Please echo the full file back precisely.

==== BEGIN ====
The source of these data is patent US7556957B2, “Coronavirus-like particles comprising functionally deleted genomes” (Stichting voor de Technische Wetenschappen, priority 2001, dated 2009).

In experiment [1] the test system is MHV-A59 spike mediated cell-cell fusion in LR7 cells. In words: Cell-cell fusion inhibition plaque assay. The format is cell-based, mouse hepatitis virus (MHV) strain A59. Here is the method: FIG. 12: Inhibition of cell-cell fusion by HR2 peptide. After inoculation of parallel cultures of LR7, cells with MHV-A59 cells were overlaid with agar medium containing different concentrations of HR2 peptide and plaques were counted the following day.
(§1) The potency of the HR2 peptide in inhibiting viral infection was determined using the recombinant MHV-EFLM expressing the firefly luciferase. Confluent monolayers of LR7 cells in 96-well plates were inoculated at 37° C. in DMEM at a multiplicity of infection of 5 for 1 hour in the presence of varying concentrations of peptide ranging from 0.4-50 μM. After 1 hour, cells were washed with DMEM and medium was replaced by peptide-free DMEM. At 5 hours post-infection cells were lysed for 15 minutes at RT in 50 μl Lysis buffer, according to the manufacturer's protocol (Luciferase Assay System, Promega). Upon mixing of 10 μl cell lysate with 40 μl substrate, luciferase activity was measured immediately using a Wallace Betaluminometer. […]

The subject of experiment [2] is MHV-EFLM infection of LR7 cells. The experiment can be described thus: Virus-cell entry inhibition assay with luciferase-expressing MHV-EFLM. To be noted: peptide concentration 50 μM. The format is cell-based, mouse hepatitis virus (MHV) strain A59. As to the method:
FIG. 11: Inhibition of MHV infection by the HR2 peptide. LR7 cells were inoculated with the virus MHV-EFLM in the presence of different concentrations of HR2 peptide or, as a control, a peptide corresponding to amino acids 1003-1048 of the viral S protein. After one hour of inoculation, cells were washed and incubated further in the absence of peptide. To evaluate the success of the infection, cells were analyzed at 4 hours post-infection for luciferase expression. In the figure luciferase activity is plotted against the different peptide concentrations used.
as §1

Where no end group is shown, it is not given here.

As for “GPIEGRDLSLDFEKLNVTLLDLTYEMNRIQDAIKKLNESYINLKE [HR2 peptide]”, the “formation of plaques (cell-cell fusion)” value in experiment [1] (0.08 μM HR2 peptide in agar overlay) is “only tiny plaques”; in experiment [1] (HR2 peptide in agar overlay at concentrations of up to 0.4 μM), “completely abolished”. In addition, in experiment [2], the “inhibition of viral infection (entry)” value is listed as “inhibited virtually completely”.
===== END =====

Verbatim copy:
The source of these data is patent US7556957B2, “Coronavirus-like particles comprising functionally deleted genomes” (Stichting voor de Technische Wetenschappen, priority 2001, dated 2009).

In experiment [1] the test system is MHV-A59 spike mediated cell-cell fusion in LR7 cells. In words: Cell-cell fusion inhibition plaque assay. The format is cell-based, mouse hepatitis virus (MHV) strain A59. Here is the method: FIG. 12: Inhibition of cell-cell fusion by HR2 peptide. After inoculation of parallel cultures of LR7, cells with MHV-A59 cells were overlaid with agar medium containing different concentrations of HR2 peptide and plaques were counted the following day.
(§1) The potency of the HR2 peptide in inhibiting viral infection was determined using the recombinant MHV-EFLM expressing the firefly luciferase. Confluent monolayers of LR7 cells in 96-well plates were inoculated at 37° C. in DMEM at a multiplicity of infection of 5 for 1 hour in the presence of varying concentrations of peptide ranging from 0.4-50 μM. After 1 hour, cells were washed with DMEM and medium was replaced by peptide-free DMEM. At 5 hours post-infection cells were lysed for 15 minutes at RT in 50 μl Lysis buffer, according to the manufacturer's protocol (Luciferase Assay System, Promega). Upon mixing of 10 μl cell lysate with 40 μl substrate, luciferase activity was measured immediately using a Wallace Betaluminometer. […]

The subject of experiment [2] is MHV-EFLM infection of LR7 cells. The experiment can be described thus: Virus-cell entry inhibition assay with luciferase-expressing MHV-EFLM. To be noted: peptide concentration 50 μM. The format is cell-based, mouse hepatitis virus (MHV) strain A59. As to the method:
FIG. 11: Inhibition of MHV infection by the HR2 peptide. LR7 cells were inoculated with the virus MHV-EFLM in the presence of different concentrations of HR2 peptide or, as a control, a peptide corresponding to amino acids 1003-1048 of the viral S protein. After one hour of inoculation, cells were washed and incubated further in the absence of peptide. To evaluate the success of the infection, cells were analyzed at 4 hours post-infection for luciferase expression. In the figure luciferase activity is plotted against the different peptide concentrations used.
as §1

Where no end group is shown, it is not given here.

As for “GPIEGRDLSLDFEKLNVTLLDLTYEMNRIQDAIKKLNESYINLKE [HR2 peptide]”, the “formation of plaques (cell-cell fusion)” value in experiment [1] (0.08 μM HR2 peptide in agar overlay) is “only tiny plaques”; in experiment [1] (HR2 peptide in agar overlay at concentrations of up to 0.4 μM), “completely abolished”. In addition, in experiment [2], the “inhibition of viral infection (entry)” value is listed as “inhibited virtually completely”.